List of Nauru's Diplomatic Missions
Nauru has few international representations due to its low budget and small population. The following are the country's only diplomatic missions: • Thailand Consulate General, Bangkok • High Commission in Suva, Fiji • Embassy in Taipei, Taiwan • Consulate General in Brisbane, Australia
Is it safe to travel to Nauru?
Nauru is a relatively safe country, as it has had no recent terrorist attacks, and crime is almost non-existent. It lacks an army, but it does have its own police force. Travellers should avoid petting or even approaching wild dogs because they may attack. Because typhoid outbreaks occur on a regular basis on Nauru, water should only be consumed after it has been boiled.
What is the best way to get to Nauru?
Nauru Airlines, the country's national carrier, flies to Nauru International Airport from the following cities: • Brisbane is the capital of Queensland (Australia), • Tarawa is an island in the Pacific Ocean (Kiribati), • Kosrae (Micronesia), • Majuro is a small island off the coast of Indonesia (Marshall Islands), • Nadi (Fiji) • Pohnpei is an island in the Pacific Ocean (Micronesia). Despite the fact that their schedules change throughout the year, you can always find more information on their website.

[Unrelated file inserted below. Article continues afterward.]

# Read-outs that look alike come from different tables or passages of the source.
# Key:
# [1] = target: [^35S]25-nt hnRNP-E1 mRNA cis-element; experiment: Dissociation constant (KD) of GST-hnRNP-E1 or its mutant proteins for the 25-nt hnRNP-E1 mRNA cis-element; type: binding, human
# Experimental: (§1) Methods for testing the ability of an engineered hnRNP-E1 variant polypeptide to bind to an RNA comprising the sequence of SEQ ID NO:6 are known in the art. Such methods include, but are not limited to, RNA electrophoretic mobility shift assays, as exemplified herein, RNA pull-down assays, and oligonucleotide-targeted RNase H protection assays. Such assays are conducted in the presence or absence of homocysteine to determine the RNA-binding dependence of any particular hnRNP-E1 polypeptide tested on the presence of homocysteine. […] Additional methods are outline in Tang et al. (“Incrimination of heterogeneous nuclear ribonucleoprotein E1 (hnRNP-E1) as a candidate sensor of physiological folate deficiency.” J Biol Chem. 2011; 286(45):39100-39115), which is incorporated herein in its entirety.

In Nauru, What Can a Tourist Do?
Nauru has little to offer tourists due to its small size. That is not to say, however, that the island nation is not worth visiting. Some of the things a tourist can see and do in Nauru are listed below: • Take a cruise to see the beautiful harbours and deep and calm waters of Nauru's oceans. • Yaren – the de facto capital of Nauru, is home to the island's largest community, as well as the airport. • Buada Lagoon – Nauru's only freshwater lagoon is surrounded by palm trees and vegetation, which may be the island's only plant species. It may only take a few minutes to see, but it is well worth your time while on the island. • Anibare Bay – Nauru's most tropical beach is a mile-long stretch of white coral sand that stretches across the island's coast. • Climb to the highest point on Nauru, Command Ridge, for a panoramic view of the entire country. Two rotating six-barrel guns and a communications bunker with Japanese writing, which the Japanese themselves left there after WWII, can be seen from the top.